My A/C units are all 230V, so this is something we've experienced frequently in our 10 yrs of cruising. One caveat with the smart wye- it's reported that they will trip GFI or ELCI breakers you'll find on recently wired docks that comply with the new electrical code requirements. I've not experienced this, but it's really moot since a marina that's recently upgraded their system will almost certainly have a 50A 230V receptacle.

The other adapter that we use but less frequently is a 30A to 50A adapter. It's made with a jumper that connects the boat's L1 & L2 to the same hot 30A lead, so I can power both legs of the boat's system even though it's not 230V. None of the 230V gear will function, but it's very handy to keep everything else operational with a simple cord connection.

YMMV, perhaps you don't have 230V, that's dependent on the vintage of your electrical system. Some had 50A 125V systems, again, it depends on how your particular system is wired.

As a related matter, if you're planning to cruise and that plan includes marina stays, you're probably going to encounter those GFCI/ELCI equipped marinas mentioned above. You should make sure your boat is ready to connect to one. Nothing more frustrating than arriving at a marina late after a long day cruising and when you connect to the shore power the whole pier goes down. So, before you ship out, have an ABYC electrician check for leakage and commingled neutrals, neutral-ground connections, anything that can trip out the new breakers. It will save a huge amount of headache when you inevitably encounter that 1st marina re-wire!
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Old 10-05-2019, 11:13 PM   #6
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Thanks Steve. Nothing 230V onboard. A/C does take 50A. Everything else handled by 30A. I had zinc issues last year, replacing them every month, so had the system reviewed for issues, bonding checked, etc. Found a neutral-ground problem, pinched wire in the stove top and added a galvanic isolator. Also had some leakage in my very old shore power cables so replaced the 50A set. Still have the 30A but have never used it. Looks in much better shape but haven't hooked up a megger to it to check the insulation (hard to believe that I, one of the most severely electrically challenged guys in the world, owns a megger). After all this my whacked out readings went to normal and my zincs went from 1 month to 3-4. An electronics upgrade is in the not too distant future as well as new A/C units. After all is complete I will probably have everything checked out again before we shove off and actually go somewhere of significance.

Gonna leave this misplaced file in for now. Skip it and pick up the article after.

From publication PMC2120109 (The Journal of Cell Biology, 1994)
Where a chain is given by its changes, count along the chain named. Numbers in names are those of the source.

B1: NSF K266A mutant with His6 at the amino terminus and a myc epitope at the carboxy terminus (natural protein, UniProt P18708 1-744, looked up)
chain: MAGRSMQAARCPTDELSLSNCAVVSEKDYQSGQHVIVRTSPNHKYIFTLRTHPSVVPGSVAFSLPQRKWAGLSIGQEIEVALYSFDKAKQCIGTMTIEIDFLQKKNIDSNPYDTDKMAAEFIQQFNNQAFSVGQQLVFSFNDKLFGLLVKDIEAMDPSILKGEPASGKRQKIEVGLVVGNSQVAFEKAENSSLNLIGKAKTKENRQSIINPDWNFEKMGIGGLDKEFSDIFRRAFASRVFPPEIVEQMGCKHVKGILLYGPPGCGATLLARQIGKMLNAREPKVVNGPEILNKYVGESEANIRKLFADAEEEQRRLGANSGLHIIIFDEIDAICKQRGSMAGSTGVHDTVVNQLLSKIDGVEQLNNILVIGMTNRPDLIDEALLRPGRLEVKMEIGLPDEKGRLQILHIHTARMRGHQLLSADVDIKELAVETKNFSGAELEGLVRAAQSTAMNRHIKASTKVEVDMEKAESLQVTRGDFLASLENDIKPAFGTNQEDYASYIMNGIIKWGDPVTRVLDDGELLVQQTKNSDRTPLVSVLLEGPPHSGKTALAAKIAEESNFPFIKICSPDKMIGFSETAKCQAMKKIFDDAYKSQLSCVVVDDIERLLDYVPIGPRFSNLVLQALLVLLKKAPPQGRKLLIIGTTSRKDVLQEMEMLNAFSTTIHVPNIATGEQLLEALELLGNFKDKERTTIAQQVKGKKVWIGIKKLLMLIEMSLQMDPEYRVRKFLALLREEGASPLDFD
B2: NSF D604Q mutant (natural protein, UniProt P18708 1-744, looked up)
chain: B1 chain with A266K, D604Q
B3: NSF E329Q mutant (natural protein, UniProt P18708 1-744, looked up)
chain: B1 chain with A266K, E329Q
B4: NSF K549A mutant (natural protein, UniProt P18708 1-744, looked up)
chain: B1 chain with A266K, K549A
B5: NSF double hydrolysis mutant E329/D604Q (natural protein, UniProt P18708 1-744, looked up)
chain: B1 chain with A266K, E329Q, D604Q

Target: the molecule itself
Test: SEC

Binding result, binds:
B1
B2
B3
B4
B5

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Old 10-05-2019, 11:46 PM   #7
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As a electrical professional preparing his boat for full time active cruising in areas with dubious facilities, here is what I chose to do.

1. Make your boat dock independent. That means having a generator that can run your boat all the time if necessary.

2. Install isolation transformer(s). This separates yor boats electrical system from the shore side electrical grid, and any problems it might have.

3. Cary adapters to connect to either 30A 120v, or 50A 120V, or 50A 120/208 or 120/240 volt power.

On another note, make your boat water independent as well. Have a watermaker that handles your needs. Know how to work on it, and carry spare parts.